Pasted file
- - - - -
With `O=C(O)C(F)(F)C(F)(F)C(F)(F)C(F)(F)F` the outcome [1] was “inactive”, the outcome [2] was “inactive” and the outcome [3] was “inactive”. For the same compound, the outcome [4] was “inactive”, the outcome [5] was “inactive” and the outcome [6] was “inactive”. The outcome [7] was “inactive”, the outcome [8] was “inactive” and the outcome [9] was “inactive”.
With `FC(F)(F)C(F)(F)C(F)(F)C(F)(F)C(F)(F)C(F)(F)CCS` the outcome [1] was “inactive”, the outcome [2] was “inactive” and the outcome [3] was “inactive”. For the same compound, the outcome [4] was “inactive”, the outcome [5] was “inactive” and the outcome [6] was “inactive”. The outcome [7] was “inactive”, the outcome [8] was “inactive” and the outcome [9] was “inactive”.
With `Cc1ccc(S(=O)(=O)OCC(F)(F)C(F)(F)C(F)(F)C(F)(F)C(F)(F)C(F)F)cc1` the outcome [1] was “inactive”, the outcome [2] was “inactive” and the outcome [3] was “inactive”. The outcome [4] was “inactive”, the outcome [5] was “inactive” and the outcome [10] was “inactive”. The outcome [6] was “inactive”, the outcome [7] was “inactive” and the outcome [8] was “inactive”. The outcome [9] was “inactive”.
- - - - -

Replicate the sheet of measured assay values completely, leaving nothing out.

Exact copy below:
With `O=C(O)C(F)(F)C(F)(F)C(F)(F)C(F)(F)F` the outcome [1] was “inactive”, the outcome [2] was “inactive” and the outcome [3] was “inactive”. For the same compound, the outcome [4] was “inactive”, the outcome [5] was “inactive” and the outcome [6] was “inactive”. The outcome [7] was “inactive”, the outcome [8] was “inactive” and the outcome [9] was “inactive”.
With `FC(F)(F)C(F)(F)C(F)(F)C(F)(F)C(F)(F)C(F)(F)CCS` the outcome [1] was “inactive”, the outcome [2] was “inactive” and the outcome [3] was “inactive”. For the same compound, the outcome [4] was “inactive”, the outcome [5] was “inactive” and the outcome [6] was “inactive”. The outcome [7] was “inactive”, the outcome [8] was “inactive” and the outcome [9] was “inactive”.
With `Cc1ccc(S(=O)(=O)OCC(F)(F)C(F)(F)C(F)(F)C(F)(F)C(F)(F)C(F)F)cc1` the outcome [1] was “inactive”, the outcome [2] was “inactive” and the outcome [3] was “inactive”. The outcome [4] was “inactive”, the outcome [5] was “inactive” and the outcome [10] was “inactive”. The outcome [6] was “inactive”, the outcome [7] was “inactive” and the outcome [8] was “inactive”. The outcome [9] was “inactive”.